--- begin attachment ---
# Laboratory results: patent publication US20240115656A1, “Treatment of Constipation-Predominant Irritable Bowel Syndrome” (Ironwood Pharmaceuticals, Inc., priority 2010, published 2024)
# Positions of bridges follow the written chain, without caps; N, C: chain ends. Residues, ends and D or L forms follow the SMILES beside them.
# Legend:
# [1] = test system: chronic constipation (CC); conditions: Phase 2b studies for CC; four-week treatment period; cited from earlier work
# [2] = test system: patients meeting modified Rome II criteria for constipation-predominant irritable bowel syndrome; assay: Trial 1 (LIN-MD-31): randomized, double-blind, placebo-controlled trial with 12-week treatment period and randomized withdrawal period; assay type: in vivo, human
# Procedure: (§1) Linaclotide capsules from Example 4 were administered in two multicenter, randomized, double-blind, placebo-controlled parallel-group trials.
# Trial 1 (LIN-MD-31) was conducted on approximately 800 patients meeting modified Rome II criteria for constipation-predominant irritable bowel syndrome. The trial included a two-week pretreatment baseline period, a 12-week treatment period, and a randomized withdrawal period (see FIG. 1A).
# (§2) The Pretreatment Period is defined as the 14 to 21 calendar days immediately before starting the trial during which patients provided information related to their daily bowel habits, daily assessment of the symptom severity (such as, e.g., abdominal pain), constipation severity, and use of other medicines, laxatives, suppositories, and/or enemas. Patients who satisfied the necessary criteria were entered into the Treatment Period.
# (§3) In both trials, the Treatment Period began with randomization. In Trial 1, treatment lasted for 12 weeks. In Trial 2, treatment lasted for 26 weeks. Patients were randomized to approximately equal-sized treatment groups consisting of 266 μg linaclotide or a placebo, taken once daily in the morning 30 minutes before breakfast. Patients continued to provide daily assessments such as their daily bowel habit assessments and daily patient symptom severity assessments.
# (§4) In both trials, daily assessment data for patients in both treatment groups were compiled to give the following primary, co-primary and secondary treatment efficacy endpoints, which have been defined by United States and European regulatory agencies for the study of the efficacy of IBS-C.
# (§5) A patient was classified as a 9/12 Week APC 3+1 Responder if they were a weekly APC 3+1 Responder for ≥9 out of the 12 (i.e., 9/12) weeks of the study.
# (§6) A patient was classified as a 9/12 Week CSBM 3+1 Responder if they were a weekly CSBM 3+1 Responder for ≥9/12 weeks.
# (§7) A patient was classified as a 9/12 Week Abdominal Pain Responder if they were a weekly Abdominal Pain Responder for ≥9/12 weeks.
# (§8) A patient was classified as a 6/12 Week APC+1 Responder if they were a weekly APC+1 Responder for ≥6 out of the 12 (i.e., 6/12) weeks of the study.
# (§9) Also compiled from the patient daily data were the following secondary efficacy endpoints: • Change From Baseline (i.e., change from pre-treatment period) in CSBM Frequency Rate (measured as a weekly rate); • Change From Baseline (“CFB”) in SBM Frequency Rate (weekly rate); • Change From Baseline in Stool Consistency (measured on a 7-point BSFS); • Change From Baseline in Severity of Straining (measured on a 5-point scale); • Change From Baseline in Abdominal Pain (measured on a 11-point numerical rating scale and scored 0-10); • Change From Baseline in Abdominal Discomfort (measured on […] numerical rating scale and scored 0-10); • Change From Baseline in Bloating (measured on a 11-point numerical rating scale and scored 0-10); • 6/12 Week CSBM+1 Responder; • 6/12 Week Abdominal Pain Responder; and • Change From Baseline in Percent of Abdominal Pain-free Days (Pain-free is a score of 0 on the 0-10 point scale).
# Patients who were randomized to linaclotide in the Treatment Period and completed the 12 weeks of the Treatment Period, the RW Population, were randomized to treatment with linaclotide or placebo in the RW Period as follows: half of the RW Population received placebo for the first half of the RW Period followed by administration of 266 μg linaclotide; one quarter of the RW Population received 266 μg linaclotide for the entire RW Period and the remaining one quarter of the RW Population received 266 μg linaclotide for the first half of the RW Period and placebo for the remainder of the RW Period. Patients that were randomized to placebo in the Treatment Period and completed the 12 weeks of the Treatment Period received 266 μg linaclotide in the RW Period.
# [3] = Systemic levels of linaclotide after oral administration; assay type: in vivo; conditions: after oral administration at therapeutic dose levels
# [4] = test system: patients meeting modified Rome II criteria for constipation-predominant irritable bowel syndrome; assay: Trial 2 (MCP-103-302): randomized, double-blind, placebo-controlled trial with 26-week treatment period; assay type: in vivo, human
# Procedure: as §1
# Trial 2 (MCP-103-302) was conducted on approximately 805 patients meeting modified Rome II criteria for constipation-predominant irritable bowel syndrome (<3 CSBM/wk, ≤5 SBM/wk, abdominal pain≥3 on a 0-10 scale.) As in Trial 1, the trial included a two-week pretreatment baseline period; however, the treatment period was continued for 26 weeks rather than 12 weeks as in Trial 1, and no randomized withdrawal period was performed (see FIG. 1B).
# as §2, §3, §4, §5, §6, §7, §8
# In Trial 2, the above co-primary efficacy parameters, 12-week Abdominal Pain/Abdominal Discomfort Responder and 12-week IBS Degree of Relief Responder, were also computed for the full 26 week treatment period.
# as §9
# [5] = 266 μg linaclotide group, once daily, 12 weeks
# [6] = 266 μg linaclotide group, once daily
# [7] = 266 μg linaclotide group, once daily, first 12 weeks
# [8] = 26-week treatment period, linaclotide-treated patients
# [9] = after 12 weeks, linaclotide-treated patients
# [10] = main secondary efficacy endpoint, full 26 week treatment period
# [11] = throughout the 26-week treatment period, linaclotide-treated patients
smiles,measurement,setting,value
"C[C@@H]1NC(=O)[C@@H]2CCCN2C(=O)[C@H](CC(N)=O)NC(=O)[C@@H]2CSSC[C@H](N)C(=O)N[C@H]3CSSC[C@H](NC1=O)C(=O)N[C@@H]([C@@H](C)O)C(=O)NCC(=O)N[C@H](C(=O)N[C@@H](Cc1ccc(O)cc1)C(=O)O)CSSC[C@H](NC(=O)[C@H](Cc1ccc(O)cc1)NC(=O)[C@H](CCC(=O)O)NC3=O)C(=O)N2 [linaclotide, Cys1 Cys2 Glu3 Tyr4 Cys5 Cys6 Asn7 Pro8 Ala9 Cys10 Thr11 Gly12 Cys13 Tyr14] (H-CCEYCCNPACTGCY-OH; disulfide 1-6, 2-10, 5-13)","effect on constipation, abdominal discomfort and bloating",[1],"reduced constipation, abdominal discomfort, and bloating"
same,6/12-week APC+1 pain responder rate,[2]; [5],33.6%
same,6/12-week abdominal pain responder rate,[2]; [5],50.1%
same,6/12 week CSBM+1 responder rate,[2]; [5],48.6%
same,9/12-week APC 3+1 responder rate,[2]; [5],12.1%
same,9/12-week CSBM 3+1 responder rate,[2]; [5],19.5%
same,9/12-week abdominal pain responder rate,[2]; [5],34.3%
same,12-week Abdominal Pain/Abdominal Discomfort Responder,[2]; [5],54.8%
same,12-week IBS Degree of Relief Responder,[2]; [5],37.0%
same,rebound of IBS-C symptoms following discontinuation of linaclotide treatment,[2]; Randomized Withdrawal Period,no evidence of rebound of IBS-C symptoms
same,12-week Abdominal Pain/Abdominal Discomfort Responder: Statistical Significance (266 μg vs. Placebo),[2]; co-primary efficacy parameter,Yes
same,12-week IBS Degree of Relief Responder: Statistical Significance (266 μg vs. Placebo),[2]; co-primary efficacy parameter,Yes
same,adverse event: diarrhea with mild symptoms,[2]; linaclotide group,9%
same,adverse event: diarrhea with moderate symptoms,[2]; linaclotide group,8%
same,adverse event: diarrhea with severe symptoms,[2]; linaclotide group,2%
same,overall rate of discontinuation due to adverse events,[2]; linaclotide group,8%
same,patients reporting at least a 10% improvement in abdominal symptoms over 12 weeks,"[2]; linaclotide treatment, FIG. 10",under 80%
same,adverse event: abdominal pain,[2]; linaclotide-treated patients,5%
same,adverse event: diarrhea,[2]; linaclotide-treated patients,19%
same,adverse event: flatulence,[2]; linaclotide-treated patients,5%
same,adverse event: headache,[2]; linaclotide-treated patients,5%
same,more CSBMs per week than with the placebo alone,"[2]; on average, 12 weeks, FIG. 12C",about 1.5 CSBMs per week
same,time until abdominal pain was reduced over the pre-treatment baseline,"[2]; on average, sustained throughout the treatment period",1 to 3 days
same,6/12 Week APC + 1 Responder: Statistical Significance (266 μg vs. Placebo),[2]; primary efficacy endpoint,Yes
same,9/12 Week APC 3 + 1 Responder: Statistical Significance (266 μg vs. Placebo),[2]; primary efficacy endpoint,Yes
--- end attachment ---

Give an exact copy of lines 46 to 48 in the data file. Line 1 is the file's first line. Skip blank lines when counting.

same,adverse event: diarrhea with severe symptoms,[2]; linaclotide group,2%
same,overall rate of discontinuation due to adverse events,[2]; linaclotide group,8%
same,patients reporting at least a 10% improvement in abdominal symptoms over 12 weeks,"[2]; linaclotide treatment, FIG. 10",under 80%